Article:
As the Foundation continues it’s 50th Anniversary Year, we want to give you a closer look into our collection.
Historic Columbia Foundation maintains a permanent collection of more than 6,500 historic artifacts. The collections span the 18th, 19th and early 20th centuries and form the basis of interpretation at our historic houses. Objects vary in composition, size and value with major categories in the permanent collection including textiles, decorative arts, fine arts, tools and historic images. A portion of collection items are viewable here.
Take a look at this month’s featured Collection Item, the Jo Jo Flask, early 1900s. This piece will be on display at the Robert Mills House in a new exhibit opening at the end of July. Stay tuned for more information on the new exhibit!
Nick-named “Ben Tillman’s Baby” by his critics, the South Carolina Dispensary was founded by Governor Ben Tillman in 1893 and was located in Edgefield, South Carolina. This was the first and only attempt by any state to control the production and sale of all forms of liquor; the experiment lasted from 1893 until 1907 state-wide and as late as 1916 in some counties. From 1898 to 1907, the building that currently houses the Publix grocery store, 501 Gervias Street, was used as a liquor-bottling warehouse for the South Carolina Dispensary.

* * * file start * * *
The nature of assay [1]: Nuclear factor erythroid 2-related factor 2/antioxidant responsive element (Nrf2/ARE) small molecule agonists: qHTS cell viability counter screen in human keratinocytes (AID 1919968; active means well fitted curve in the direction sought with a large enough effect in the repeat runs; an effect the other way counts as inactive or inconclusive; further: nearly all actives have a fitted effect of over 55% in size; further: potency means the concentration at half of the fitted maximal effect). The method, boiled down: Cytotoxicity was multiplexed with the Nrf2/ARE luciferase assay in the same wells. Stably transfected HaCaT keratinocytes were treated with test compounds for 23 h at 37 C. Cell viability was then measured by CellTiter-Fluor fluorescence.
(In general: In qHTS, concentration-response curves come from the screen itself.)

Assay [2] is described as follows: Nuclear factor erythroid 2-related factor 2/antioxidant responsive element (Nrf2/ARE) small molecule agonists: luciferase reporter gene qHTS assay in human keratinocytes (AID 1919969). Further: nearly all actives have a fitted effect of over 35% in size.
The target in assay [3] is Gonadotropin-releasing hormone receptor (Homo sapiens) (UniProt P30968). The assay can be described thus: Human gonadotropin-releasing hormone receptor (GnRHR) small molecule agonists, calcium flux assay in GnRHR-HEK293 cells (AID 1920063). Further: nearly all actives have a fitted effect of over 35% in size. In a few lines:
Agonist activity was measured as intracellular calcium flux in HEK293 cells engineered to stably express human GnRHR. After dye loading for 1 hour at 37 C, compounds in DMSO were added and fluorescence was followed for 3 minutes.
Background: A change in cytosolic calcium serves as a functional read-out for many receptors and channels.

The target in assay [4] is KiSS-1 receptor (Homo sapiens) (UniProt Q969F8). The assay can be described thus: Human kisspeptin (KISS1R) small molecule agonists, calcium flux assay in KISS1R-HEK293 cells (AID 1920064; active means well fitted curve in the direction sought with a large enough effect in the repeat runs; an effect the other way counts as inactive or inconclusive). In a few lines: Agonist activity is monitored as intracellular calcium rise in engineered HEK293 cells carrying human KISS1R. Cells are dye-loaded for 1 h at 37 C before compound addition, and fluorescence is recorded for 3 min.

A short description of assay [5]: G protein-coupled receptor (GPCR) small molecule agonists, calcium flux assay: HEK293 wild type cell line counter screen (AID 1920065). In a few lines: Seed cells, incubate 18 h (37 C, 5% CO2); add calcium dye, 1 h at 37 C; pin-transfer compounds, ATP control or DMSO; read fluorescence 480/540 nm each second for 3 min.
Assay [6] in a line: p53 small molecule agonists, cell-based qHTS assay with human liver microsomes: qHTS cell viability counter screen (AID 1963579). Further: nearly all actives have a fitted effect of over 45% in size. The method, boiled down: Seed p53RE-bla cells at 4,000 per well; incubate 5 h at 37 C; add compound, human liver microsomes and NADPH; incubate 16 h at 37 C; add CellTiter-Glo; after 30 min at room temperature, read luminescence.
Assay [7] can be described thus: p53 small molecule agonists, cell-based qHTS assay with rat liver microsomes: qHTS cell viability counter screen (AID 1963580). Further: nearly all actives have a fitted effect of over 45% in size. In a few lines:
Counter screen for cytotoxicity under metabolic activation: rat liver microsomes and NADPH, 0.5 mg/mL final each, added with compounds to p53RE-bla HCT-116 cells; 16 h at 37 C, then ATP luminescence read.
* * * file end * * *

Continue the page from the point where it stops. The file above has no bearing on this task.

The bottles used by the Dispensary were available in four different sizes and came with varying logos. One of the more common bottles was called the “Jo Jo flask”. The most recognizable logos are the Palmetto tree and the Dispensary’s monogram- an interlocking “S”, “C”, and “D”. Featuring a similar interlocking “SC”, the University of South Carolina baseball team’s new logo bears a “strike”-ing resemblance to the SC Dispensary’s iconic monogram.
If you wish to donate historic artifacts from your personal collection to Historic Columbia Foundation, please contact John Sherrer, Director of Cultural Resources at email@example.com or 803.252.1770 ext. 28.
HCF’s Historic House Museums feature a variety of collection pieces. To learn more about visiting, click here.